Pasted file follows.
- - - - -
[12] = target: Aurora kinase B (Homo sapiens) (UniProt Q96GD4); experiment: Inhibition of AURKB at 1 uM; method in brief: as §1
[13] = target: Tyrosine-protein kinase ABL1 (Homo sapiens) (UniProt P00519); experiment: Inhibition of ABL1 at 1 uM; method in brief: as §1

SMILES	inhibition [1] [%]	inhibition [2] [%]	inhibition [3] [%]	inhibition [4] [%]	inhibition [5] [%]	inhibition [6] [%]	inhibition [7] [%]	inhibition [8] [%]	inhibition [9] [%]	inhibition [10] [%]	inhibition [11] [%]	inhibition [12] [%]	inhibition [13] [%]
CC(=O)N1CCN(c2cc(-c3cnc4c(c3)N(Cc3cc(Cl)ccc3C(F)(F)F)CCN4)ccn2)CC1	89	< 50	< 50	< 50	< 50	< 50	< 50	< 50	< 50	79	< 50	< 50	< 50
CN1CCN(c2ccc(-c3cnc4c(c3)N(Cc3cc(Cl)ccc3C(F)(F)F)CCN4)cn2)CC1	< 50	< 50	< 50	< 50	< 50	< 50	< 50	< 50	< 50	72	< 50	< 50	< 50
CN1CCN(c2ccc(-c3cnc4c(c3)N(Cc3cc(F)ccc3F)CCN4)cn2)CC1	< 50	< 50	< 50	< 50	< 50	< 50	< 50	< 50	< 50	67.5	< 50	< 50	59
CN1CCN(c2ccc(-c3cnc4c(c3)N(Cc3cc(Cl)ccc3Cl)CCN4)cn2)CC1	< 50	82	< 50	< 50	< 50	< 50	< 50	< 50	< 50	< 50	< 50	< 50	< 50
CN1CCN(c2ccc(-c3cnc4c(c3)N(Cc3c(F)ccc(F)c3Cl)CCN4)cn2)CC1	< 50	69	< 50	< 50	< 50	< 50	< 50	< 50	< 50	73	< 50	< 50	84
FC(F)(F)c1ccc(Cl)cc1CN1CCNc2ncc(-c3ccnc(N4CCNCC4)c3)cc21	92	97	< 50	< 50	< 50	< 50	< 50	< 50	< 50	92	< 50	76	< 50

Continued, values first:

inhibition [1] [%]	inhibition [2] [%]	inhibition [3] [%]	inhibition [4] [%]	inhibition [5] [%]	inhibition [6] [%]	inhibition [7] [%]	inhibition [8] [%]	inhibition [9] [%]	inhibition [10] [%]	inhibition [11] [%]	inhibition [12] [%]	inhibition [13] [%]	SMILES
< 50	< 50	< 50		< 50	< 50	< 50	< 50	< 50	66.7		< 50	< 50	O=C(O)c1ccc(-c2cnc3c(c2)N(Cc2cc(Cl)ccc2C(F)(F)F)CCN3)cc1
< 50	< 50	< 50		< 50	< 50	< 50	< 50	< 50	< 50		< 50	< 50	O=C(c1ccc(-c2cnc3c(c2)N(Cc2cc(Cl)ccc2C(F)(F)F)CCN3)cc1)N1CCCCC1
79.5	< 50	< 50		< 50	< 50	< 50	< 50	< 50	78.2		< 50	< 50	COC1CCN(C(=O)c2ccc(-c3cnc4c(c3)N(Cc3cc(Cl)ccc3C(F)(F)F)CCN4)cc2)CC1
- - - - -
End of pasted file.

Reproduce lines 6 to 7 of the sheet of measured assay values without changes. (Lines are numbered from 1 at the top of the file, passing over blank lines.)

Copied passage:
CN1CCN(c2ccc(-c3cnc4c(c3)N(Cc3cc(F)ccc3F)CCN4)cn2)CC1	< 50	< 50	< 50	< 50	< 50	< 50	< 50	< 50	< 50	67.5	< 50	< 50	59
CN1CCN(c2ccc(-c3cnc4c(c3)N(Cc3cc(Cl)ccc3Cl)CCN4)cn2)CC1	< 50	82	< 50	< 50	< 50	< 50	< 50	< 50	< 50	< 50	< 50	< 50	< 50